RIKERS ISLAND — An attack on a correction department captain and other officers on Thanksgiving Day by inmates here resulted in 16 indictments against the inmates on Thursday. However, people whose job it is to watch over Rikers prisoners said that's not a strong enough action to prevent more attacks.
The indictments were in response to the November 23rd attack that was recorded in its graphic entirety on surveillance video. The images clearly show a group of Rikers Island inmates surround Capt. Awais Ghauri in a cellblock in the Otis Bantum Correctional Center on the island. One of the inmates suddenly starts punching Ghauri, hard, multiple times.
That inmate, said prosecutors, is Jason Reid, 33. They said he's a known leader of a group of gang members at Rikers, and that the attack -- in which two other inmates joined in Capt. Ghauri's beatdown -- was a retaliation against Ghauri, which Reed had organized.
"This is how they feel like they're emboldened," said Bronx District Attorney Darcel Clark at a news conference Thursday morning. "We're making it clear," she continued. "They don't run the jail. They don't run the jail. That's why they were in court being arraigned."
She'd called the news conference to formally announce charges against Reid and 15 other inmates for planning and carrying out the attack. The charges include multiple counts of robbery, attempted gang assault, assault, riot, and more than a half dozen other charges, which are intended to send a message.
"It's about the safety of the people that have to be [at Rikers]," Clark said, "whether they're inmates, whether they're officers, whether they're D.O.C staff. That really should be the priority here."
A photo taken of Capt. Ghauri right after the attack shows slashes and bruises to his face and neck, from which he is still recovering, according to the Department of Corrections.
Ghauri had used his DOC-issued pepper spray canister to break up an incident at the jail earlier in November, according to the district attorney. She said that the Thanksgiving attack was in retaliation for that, and was carefully orchestrated by Reid.
A surveillance camera image showed him leading a meeting of the group of inmates about 90 minutes before the attack. During it, the prosecutor said, some inmates blocked two other officers on scene from assisting Captain Ghauri, and other inmates stole one officer's pepper spray canister.
It wasn't until another officer -- a woman who neither the prosecutor nor the DOC would name -- fought off some of the inmates, that she was able to provide Captain Ghauri with assistance.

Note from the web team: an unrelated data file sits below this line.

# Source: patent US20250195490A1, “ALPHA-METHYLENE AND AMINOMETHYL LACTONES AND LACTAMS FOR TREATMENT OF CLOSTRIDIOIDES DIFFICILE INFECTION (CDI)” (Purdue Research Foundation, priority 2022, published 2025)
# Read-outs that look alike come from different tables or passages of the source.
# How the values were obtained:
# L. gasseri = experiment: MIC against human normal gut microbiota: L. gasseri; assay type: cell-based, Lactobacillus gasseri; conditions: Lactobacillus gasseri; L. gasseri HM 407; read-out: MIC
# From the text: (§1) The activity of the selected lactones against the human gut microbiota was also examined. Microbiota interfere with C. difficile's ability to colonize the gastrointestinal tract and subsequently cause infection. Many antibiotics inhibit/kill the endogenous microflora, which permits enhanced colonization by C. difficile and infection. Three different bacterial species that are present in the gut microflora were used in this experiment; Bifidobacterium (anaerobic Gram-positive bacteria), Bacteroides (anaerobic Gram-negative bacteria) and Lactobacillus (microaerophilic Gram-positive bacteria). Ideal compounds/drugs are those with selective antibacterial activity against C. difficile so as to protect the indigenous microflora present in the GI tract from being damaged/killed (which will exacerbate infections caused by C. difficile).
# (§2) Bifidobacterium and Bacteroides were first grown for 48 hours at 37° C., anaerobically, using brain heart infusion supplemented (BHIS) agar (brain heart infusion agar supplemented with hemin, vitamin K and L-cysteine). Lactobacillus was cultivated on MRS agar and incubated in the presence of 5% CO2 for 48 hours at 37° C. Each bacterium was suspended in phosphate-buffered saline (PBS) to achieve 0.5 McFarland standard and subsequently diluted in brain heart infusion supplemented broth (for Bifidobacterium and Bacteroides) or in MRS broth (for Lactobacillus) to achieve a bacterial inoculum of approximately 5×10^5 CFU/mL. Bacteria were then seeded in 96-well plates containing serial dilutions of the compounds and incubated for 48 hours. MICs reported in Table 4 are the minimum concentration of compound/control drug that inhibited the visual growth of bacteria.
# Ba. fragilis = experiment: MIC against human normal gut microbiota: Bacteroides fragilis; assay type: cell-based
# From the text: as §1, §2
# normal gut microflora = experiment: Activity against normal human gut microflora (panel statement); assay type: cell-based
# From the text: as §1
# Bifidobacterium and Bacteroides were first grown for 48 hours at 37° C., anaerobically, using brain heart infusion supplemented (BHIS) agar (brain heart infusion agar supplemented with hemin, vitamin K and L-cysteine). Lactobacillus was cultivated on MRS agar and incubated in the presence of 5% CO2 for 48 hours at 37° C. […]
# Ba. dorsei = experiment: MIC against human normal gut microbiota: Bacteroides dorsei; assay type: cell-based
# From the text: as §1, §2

Fifteen of the sixteen indicted inmates have now gone before a judge on the new charges, which could result in them being in state prison for 25 years if they're found guilty. One other inmate was charged with criminal possession of stolen property, and has been arraigned on that charge. In the meantime, however, people whose job it is to watch over inmates -- leaders and members of the correction captains'- and correction officers' unions -- say that the indictments are not enough.
The leaders of the Correction Officers' Benevolence Association, or COBA, and Correction Captains' Association, or CCA, said the city needs to reinstate the use of solitary confinement units for Rikers' worst offenders. The center where those isolation units was concentrated was called the Central Punitive Segregation Unit, or CPSU. It's no longer used as a form of punishment for inmates, much to the chagrin of officers and supervisors.
"The gangs, they put them together [in jail], and this is what they do," said Capt. William Inman, first vice president of CCA, in an interview.
District Attorney Clark, at the news conference, mentioned that one of the indicted inmates, at his first appearance before a judge on the new charges, turned to a group of corrections officers in attendance in court and said, “This is just starting," before being led out and back to a bus headed to Rikers.
It's for that reason -- that the indicted inmates can eventually rejoin the general population of the jail facility -- that COBA and CCA are calling for a reinstatement of long-term solitary confinement as punishment.
"Most inmates serve their time" and leave, said Capt. Inman. However, the "two or three percent" of inmates who he called a direct danger to corrections professionals "are animals" who can only be deterred with the prospect of having to spend 23 straight hours a day in the CPSU.
"Give us back what we need to do our job, Mayor De Blasio," Capt. Inman said.
For Mayor Bill De Blasio's part, his office issued a statement. “We’re proud of our successful reforms in this area – reducing solitary by over 85 percent and ending it for everyone under 22 – and we have no plans to move backwards. It’s clear that more solitary doesn’t translate to less violence, and can hurt people instead of helping them.”
Peter Thorne, the deputy commissioner for public information at the Department of Corrections, elaborated on the mayor’s statement.
“Any assault on our officers is completely unacceptable,” Thorne said in a statement. “As proven today, any inmate who attacks our uniformed staff will face consequences. We continue to use punitive segregation, but not as a one-size-fits-all solution. Today, it is used when necessary – for inmates who commit violent acts, including those who took part in the cowardly attack on Capt. Ghauri."
Punitive segregation, while it no longer occurs in a CPSU, does take place for periods lasting up to 60 days, depending on the severity of an offense, according to Corrections Department sources.